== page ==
|A recent kitchen remodel in Quebec used Cuban Cement tiles. |
Design by Eugenia Triandos of Triandos Creations.
She also included this kind note:
I just wanted to let you know that my project was completed and my clients are very happy with their backsplash.
Thanks, Eugenia! I have to compliment you on this beautiful kitchen design. The color choices really stand out. Everything works together using the same color palette as the tiles. Nothing makes me happier than seeing an installation photo and hearing customers that are thrilled about their tile!
Now, on to this week's topic. Last week I discussed some important points about grout and cement tile for backsplash design. This week, we'll discuss why polished tiles are the best choice for a cement tile backsplash.
Benefits of Polished Cement TileOne subtle and widely misunderstood aspect of cement tile is the finish. Usually, cement tile is supplied in a raw, or unfinished state. For now, one Western Hemisphere manufacturer allows you to purchase cement tile with a "polished finish," while another will be offering this service in about one year. It's important to know what polishing is, what it does, and why it is so beneficial to have polished tiles for a backsplash application. If polishing is a new term or confusing, start by reading my post that answers the question, What is Cement Tile Polishing?
As I mentioned above, most factories only manufacture unpolished or raw cement tiles. Currently, only one manufacturer, Aguayo Cement Tiles, provides the option to receive factory-polished tiles. Polished tiles have a satin sheen that simulates the finish all cement floor tiles achieve over time with care and use. This sheen develops from abrasive forces acting on the tile from everyday use. Although raw tiles can be polished with a floor buffer and green pad after installation, the sheen won’t develop immediately. Buffing will also remove any surface color bleed on cement tile; but, you won’t be able to use a floor buffer on a vertical backsplash installation.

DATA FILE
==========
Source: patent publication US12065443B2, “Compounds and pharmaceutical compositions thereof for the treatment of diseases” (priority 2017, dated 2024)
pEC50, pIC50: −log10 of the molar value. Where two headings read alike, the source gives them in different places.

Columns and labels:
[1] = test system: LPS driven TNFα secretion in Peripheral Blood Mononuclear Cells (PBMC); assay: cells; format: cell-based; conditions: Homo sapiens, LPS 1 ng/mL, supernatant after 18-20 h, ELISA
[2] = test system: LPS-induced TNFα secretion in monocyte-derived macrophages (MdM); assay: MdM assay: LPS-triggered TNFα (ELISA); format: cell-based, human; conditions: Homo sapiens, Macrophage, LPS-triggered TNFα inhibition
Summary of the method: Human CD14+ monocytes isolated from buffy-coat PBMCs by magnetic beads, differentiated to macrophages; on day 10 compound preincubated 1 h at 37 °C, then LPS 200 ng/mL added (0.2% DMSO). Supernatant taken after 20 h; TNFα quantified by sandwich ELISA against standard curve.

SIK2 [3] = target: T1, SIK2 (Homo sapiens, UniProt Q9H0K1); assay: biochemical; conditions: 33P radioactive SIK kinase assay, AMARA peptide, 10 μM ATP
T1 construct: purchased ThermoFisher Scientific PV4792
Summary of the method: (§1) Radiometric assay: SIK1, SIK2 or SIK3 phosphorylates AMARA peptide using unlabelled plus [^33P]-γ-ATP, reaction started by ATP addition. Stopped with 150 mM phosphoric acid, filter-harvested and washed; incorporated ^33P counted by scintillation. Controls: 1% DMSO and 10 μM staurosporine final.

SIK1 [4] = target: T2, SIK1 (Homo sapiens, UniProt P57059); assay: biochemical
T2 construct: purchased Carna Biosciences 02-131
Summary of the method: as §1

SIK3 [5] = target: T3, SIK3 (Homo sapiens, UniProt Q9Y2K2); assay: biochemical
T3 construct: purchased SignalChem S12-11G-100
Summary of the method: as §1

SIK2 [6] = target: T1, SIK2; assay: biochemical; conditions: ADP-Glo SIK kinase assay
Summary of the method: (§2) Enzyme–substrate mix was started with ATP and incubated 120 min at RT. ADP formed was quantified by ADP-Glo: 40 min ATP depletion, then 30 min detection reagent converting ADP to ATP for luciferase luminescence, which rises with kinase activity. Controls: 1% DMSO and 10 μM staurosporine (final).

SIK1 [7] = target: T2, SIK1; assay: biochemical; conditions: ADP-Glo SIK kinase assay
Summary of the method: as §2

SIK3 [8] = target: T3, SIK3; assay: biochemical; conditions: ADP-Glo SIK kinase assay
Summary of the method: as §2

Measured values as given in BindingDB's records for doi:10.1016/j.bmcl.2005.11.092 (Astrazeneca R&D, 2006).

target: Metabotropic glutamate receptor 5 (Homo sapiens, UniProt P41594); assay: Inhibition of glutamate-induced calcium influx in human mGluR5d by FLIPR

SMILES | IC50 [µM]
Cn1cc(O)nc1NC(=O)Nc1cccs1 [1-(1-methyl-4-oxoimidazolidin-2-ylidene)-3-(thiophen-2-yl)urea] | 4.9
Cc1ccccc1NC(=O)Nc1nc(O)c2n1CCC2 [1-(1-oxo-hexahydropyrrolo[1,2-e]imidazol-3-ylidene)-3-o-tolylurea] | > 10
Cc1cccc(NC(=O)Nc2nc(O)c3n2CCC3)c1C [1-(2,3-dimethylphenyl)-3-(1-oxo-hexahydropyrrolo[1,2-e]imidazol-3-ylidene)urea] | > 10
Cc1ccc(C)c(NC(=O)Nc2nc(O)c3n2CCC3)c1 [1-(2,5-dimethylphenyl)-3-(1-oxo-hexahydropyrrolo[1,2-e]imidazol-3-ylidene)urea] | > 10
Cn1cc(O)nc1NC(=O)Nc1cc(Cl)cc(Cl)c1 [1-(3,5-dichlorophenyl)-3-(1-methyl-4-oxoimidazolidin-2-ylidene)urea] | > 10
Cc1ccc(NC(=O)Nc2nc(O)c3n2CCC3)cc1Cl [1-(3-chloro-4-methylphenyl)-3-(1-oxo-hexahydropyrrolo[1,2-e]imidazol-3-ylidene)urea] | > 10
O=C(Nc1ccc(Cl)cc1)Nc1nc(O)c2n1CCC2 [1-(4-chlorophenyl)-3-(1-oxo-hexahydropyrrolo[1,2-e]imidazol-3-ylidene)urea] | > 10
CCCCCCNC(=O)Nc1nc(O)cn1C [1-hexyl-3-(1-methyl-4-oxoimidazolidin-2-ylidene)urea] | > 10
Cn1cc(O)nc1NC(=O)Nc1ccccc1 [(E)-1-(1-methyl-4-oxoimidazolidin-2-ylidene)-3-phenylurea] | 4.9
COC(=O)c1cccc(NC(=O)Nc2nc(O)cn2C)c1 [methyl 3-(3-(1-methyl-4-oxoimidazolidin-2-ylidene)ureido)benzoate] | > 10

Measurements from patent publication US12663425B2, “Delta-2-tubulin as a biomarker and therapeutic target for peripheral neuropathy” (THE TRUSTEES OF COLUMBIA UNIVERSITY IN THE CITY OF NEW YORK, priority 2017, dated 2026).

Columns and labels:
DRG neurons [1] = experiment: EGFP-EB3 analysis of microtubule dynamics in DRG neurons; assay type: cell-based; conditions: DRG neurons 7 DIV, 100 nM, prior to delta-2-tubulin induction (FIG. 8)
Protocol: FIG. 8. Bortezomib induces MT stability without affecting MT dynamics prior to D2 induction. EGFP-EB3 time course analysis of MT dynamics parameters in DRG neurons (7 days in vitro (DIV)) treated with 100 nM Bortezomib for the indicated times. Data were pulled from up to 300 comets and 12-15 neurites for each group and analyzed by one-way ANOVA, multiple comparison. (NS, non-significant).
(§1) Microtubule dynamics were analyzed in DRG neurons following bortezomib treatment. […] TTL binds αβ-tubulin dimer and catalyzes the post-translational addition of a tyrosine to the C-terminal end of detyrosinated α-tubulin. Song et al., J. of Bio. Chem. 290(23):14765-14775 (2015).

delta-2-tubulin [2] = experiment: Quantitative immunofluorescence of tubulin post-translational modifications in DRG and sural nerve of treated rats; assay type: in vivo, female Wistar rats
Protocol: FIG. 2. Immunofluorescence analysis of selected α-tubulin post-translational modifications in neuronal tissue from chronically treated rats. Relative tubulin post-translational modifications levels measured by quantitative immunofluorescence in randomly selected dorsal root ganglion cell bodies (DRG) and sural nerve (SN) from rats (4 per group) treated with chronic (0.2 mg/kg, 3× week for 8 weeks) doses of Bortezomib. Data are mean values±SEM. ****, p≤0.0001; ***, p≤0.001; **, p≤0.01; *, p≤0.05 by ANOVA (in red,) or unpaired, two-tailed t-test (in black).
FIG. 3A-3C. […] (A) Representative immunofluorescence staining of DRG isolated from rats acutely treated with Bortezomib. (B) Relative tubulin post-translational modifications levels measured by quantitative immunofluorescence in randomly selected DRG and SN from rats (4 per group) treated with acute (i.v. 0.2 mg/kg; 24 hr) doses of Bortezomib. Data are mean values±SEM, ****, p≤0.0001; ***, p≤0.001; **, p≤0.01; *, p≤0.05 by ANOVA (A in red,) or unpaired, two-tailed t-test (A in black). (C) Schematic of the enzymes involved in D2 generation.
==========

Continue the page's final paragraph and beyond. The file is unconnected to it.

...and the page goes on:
Color bleed is common on high contrast tiles, such as patterns that use black and white. Color bleed occurs when cement tiles, placed in racks, are removed from a water bath that is necessary to strengthen the tiles as they cure. The water picks up trace amounts of pigment and drains down the tile. The dark pigments wash over the lighter areas of the tile, leaving a faint discoloration. This is a normal part of the manufacturing process; but not desirable for backsplash tiles that are in the limelight.
|Cement tiles are placed on metal racks to dry after they are made.|
|Racked cement tiles are lowered into a water bath to cure for 24 hours. |
Color bleed can occur when the tiles are removed.
Finally, polished tile are usually easier to install because grout doesn't stick to the slightly smoother surface. In general, a grout release is not required for polished tiles. Whereas, on raw cement tile, I think it is a good precaution. As a side note, Cuban Heritage cement tiles are only sold with a polished finish.
The only time I don't recommend polished tile is for exterior patio applications. Quite simply, the polishing benefit is lost quickly over time to the elements of wind, wear and weather.
Cement Tile Backsplash: 7 Things You Need to Know Before You BuyWe came up with the 7 Things You Need to Know Before You Buy guide to help answer any questions you may have about a cement tile backsplash. Within this guide, you'll find that polishing is discussed on Point 6 with very straightforward advice:
- Purchase polished tile, if available.
Do you have a question about using cement tile that we didn't answer here or in our free guide, Cement Tile Backsplashes: 7 Things You Need to Know Before You Buy? No problem! Leave your cement tile question in the comments on this blog and we'll happily answer any questions you may have.
We look forward to hearing from you!